12. Our latest setting for Mythras is Worlds United, John Snead's view of a 1950s where the Martian invasions described in HG Wells' seminal novel, and Orson Wells' radio play, truly happened.The invasions brought destruction, certainly; but they also brought new technology, and opened up the Solar System for expansion. While the Cold War simmers on Earth, Mars and Venus are now colonies, and humankind is turning its eyes towards new worlds for exploration. Characters in Worlds United are adventurers, heroes and explorers, with campaign power levels ranging from the mundane, through the pulp heroics of Science Fiction's Golden Age, to the superhuman levels of heroes such as Doc Savage or the Lensmen. Players can choose from Earth, Martian or Venusian humans, or something more exotic, such as the Ophidians or Lizardmen of Venus. Professions too, range from the expected to the unique - such as Venusian Dinosaur Wranglers, or psychic investigators. And, despite having been vanquished, the malevolence of the octopoid Martians, with their fearsome war tripods, are not far away. Can the United Worlds crystal weaponry and gravity-nullifying machinery take on the war engines of the octopoids in a third battle for the Solar System? Will political tensions on all three worlds threaten the peace first? Worlds United is a setting book, and requires either the Mythras rules, or Mythras Imperative for optimum use. Despite being self contained, it is fully compatible with Luther Arkwright (the multiverse-spanning campaign setting based on the graphic novels of Bryan Talbot), and contains notes on how to slot the period into an Arkwright Parallel. The book contains comprehensive character creation, new backgrounds, powers, rules for Ophidian science, crystal weapons, a range of creatures native to Mars and Venus, and much more. Featuring art by Dan Barker (The Guide to Glorantha, Tales of the Reaching Moon, The Road To Hell), and cartography by Colin Driver (Mythic Britain, Monster Island, The Guide to Glorantha, Paladin), Worlds United is a welcome addition to the Mythras line. At 128 pages, Worlds United is available in both hardcover, softcover, and PDF via DrivethruRPG and friendly local game stores. The book is printed on premium paper, and contains colour elements throughout. Hardcover: $39.99 (includes free PDF) - Note, hardcover is only available via DrivethruRPG Softcover: $34.99 (includes free PDF) PDF: $15.99 TDM Webstore: http://thedesignmechanism.com/store.php#!/Worlds-United/p/133842505/category=5186110 DrivethruRPG: https://www.drivethrurpg.com/product/264521/Worlds-United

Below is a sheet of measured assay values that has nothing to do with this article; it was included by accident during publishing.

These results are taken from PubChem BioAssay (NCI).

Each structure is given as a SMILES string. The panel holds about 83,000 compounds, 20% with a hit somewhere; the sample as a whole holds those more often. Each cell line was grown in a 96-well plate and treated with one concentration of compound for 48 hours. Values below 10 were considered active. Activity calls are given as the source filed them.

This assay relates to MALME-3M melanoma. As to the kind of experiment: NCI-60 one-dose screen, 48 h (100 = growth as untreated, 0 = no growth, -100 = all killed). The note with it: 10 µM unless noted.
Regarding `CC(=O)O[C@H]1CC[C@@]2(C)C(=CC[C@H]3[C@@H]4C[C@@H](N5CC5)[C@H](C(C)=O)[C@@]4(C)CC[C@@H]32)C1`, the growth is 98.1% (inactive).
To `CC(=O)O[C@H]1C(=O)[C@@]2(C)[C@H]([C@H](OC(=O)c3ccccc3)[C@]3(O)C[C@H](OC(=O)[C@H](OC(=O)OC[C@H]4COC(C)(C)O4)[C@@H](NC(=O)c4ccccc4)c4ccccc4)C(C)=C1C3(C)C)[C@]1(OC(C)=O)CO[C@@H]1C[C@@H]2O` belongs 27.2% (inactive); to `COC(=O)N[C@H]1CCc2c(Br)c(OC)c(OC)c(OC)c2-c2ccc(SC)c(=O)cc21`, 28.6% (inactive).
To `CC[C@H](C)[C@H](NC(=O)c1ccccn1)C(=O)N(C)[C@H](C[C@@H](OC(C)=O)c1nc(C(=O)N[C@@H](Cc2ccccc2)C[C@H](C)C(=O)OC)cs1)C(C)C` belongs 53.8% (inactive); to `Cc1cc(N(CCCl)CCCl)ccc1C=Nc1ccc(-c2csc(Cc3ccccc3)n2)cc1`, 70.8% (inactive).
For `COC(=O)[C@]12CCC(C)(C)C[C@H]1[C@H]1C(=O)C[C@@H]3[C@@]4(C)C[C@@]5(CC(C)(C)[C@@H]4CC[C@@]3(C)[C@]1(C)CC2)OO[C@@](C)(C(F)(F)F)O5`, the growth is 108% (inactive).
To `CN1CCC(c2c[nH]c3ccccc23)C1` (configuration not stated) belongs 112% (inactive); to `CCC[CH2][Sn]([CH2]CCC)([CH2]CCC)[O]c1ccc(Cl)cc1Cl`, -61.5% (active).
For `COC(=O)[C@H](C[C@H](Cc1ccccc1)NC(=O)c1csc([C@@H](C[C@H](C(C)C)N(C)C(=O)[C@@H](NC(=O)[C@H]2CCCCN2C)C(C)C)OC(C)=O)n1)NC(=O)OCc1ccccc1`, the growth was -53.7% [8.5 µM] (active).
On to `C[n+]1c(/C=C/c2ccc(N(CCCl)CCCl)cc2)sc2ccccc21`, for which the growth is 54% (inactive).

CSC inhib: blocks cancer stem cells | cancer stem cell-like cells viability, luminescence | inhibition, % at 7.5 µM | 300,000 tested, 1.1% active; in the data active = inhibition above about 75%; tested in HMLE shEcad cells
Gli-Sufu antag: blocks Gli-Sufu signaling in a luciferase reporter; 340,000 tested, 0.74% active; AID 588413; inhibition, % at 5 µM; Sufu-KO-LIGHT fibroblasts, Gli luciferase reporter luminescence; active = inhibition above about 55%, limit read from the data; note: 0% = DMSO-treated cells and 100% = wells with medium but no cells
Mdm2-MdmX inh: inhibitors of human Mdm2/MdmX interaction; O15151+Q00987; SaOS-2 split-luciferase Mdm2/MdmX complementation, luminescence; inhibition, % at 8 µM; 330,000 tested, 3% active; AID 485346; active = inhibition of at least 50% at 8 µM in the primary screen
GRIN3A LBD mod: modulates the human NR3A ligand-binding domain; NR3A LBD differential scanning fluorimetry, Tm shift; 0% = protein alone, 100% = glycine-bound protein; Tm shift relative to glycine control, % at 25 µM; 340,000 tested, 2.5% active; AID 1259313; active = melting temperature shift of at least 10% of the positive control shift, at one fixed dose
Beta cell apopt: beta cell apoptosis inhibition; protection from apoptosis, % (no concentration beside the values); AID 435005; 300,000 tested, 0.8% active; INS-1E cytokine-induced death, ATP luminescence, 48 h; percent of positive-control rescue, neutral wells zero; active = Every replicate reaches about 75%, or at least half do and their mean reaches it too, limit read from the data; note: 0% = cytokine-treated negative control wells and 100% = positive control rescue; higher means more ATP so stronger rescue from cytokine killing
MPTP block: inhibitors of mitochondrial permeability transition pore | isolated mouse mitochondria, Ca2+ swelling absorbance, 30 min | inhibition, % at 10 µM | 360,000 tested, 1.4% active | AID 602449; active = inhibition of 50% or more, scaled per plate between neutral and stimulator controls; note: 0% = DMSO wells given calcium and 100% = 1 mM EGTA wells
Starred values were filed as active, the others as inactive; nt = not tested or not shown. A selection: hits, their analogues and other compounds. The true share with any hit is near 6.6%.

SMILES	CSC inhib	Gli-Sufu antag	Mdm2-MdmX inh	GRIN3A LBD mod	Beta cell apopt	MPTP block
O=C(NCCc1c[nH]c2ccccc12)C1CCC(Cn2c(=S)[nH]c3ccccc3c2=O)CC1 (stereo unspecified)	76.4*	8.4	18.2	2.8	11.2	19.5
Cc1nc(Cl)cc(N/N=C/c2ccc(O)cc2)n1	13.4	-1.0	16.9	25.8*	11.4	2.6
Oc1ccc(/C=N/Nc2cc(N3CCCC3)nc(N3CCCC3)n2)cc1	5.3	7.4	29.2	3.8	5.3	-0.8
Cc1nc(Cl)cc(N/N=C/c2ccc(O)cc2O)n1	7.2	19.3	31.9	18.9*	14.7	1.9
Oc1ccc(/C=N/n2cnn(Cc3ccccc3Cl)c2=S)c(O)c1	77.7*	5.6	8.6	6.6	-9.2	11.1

13. As others have mentioned, Mythras is a viable proposition. To address some of the OP's requirements: -I want cult membership to be a resource for the PCs, but not the all-encompassing subculture that it can become in Glorantha Mythras has a chapter dedicated to Cults and Brotherhoods, but they're designed to be usable across many settings and eras, and so aren't as pervasive (or as detailed) as the Gloranthan cults. Nevertheless, the advice on using them and creating your own, is comprehensive. Further supplements, such as Mythic Rome and Mythic Constantinople, build on these basics considerably, offering historical interpretations for GMs to integrate into their campaigns. --I want to keep magic reasonably simple but leave room for the fireball-throwing secular wizard type if that's what a PC wants Mythras has 5 magic systems. Folk Magic are everyday, low-level cantrips that are simple in function, but can be delightfully creative. Theism channels the power of gods; Sorcery manipulates the fabric of reality; Animism handles spirits in a comprehensive and unique way; Mysticism allows for individuals to unlock inner potential to superhuman levels. --I'm probably going to throw some definite 'you're not in Kansas anymore, Dorothy' elements [for example, no horses or cows, but substitutes they've domesticated since their arrival] Our supplement 'Monster Island' has a plethora of 'Not In Kansas' elements to bring to a campaign; from some truly grotesque monsters, through to detailed cultures not out of place in a Clarke Ashton Smith story. Mythras is essentially setting agnostic, so you don't need to strip anything out, although you will want to build carefully using the tools the rules provide. Our Mythics range offer a huge amount of background detail, especially concerning Rome and medieval Constantinople (including dozens of cults, religions, organisations and factions) that should assist in your goals. Couple all this with a fun, innovative combat system and lots of GM advice, and you should have everything you need. Classic Fantasy, as mentioned, may help in convincing D&D players of the merits of the system as it presents a neat way of replicating class, levels, and D&D style magic (including fireballs), tailored to the Mythras rules. Lots for you to ponder.